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Treated Articles with added biocidal functionality

Treated Articles with added biocidal functionality

Are they correctly labelled? Is there any human risk derived from their use? How can their efficacy be measured?

Treated Articles that incorporate a biocidal product with the intention to add new properties or functions to this article, not related to its primary use, are Biocidal Products themselves, for example:

  • Antibacterial clothing
  • Keyboard treated to prevent bacterial growth.
  • Hospital bedside cabinet treated to kill germs on contact.
  • Door handles that prevent cross-infection.
  • Antiviral coatings

The majority of these articles intend to improve hygiene but the benefit can be unclear to the consumer/user.

The article treated with a biocidal active substance can be harmful to both the user and the environment, and this risk needs to be prevented.

The treatment of the article with the biocide should be fully justified and the efficacy must be proven. No standard methods exit; the methodology must simulate the target application as maximum as possible.

EU Member States are requesting the EU Commission to set risk mitigation measures (RMMs) for treated articles (and related labelling obligations). However, setting these RMMs is only possible if such a requirement is specified in the approval conditions of the active substance(s) contained in the biocidal product according to Art. 58(2) of the BPR. So, for these biocidal products that are currently used to treat articles and where this treatment can pose any risk for the human and the environment, it is possible to set RMM in the biocidal product authorisation to prevent its use in articles. However, it is currently under discussion (latest CA Meeting June 21) that certain RMMs cannot be realistically applied/controlled, especially in the case of non-professional users.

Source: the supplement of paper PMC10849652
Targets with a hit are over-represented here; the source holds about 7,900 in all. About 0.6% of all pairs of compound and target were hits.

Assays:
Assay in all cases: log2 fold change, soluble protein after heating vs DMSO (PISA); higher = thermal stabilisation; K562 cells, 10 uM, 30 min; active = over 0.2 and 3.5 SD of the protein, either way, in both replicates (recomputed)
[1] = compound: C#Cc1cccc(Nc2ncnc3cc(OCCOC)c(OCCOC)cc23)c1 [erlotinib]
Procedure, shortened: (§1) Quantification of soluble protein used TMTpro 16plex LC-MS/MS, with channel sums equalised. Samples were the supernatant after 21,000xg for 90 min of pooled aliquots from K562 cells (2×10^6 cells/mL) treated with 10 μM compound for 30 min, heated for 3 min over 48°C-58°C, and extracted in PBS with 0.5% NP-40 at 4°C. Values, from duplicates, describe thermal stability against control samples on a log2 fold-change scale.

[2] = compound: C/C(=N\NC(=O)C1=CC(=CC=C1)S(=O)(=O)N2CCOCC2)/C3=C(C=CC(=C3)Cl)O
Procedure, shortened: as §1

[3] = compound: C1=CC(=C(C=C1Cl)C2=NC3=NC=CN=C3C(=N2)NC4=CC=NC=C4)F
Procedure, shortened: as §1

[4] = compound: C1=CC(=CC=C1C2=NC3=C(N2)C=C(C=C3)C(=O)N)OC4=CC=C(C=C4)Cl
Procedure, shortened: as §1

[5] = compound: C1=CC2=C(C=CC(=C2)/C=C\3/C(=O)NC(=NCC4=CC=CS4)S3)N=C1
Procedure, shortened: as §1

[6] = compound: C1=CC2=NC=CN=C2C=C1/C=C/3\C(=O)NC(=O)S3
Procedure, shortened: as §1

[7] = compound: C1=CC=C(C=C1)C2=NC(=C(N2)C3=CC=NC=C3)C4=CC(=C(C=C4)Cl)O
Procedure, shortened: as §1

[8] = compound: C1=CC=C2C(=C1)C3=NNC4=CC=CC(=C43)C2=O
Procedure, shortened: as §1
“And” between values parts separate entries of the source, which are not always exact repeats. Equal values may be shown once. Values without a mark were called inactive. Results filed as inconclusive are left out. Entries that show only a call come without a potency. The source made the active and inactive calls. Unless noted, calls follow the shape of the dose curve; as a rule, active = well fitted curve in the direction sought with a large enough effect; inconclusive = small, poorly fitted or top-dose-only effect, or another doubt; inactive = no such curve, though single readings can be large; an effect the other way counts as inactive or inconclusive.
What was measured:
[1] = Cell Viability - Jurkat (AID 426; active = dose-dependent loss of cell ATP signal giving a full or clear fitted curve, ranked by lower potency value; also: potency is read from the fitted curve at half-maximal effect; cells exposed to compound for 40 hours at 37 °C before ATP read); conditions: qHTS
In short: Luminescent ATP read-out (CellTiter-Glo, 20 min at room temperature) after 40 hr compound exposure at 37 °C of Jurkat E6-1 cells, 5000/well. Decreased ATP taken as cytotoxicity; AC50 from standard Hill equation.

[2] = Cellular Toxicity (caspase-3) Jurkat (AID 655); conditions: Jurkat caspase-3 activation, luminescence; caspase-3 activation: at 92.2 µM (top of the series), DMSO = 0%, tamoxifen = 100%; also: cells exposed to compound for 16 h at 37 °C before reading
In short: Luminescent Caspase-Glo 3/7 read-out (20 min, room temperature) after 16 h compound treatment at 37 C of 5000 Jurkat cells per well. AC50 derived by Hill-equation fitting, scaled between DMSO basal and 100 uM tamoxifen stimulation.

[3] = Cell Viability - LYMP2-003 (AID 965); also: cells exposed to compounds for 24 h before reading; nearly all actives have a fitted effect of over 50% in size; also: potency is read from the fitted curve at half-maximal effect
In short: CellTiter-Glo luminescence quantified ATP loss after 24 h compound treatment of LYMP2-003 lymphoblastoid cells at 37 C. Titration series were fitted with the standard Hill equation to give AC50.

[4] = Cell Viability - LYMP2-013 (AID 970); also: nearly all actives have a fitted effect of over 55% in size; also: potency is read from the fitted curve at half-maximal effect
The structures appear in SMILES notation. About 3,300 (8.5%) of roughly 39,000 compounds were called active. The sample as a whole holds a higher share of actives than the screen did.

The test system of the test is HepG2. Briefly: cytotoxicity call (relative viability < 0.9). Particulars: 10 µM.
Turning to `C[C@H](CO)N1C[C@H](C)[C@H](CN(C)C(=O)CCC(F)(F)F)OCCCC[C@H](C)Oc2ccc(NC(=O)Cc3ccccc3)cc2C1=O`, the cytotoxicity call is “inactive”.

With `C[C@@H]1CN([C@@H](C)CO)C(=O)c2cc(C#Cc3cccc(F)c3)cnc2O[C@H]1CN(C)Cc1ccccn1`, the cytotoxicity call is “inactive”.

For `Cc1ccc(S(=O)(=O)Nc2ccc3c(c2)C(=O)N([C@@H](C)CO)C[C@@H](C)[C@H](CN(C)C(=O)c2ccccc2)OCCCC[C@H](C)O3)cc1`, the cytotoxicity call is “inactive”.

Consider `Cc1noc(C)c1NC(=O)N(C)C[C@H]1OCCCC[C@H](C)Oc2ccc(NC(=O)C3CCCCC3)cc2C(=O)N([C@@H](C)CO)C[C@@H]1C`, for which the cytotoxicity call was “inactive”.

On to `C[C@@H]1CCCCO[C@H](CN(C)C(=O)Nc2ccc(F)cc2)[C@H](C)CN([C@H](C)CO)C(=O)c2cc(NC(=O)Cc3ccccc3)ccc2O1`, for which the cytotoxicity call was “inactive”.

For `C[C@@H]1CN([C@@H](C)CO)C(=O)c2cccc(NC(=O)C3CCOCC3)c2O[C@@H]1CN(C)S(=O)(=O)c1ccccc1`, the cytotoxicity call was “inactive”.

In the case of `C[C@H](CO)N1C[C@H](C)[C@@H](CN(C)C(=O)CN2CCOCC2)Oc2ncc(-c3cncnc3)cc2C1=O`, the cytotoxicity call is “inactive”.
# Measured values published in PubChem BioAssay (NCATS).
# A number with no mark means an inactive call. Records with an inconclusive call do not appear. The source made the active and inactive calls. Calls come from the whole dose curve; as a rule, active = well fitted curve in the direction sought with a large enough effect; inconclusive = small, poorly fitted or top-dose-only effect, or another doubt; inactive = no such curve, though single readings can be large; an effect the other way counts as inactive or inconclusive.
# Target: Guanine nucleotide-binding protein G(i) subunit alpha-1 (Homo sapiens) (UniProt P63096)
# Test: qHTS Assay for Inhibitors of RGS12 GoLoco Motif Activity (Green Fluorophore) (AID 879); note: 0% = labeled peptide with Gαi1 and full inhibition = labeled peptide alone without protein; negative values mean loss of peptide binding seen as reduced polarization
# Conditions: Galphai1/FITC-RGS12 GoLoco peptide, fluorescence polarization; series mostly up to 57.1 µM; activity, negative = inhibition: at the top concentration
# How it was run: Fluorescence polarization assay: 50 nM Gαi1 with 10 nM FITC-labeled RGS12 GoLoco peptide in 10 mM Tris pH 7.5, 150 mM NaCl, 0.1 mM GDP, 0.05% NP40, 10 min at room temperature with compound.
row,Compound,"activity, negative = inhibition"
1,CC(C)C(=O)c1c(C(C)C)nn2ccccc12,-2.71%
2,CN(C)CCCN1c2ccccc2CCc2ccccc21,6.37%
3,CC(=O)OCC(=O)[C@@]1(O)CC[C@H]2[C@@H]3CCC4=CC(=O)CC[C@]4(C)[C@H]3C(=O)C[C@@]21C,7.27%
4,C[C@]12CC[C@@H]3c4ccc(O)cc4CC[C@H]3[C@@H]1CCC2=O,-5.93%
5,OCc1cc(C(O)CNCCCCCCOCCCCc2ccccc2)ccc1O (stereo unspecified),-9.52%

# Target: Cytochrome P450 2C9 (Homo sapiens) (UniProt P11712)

In addition to this, the EU Commission will adopt an implementing act (based on Article 58(7)) further specifying labelling requirements under Article 58(4) which sets the obligation for the person placing the treated article on the market to ‘label it with any relevant instructions for use, including any precautions to be taken, if this is necessary to protect humans, animals and the environment’.

 If your company has any doubts regarding the treated articles that you market, please contact our regulatory experts.

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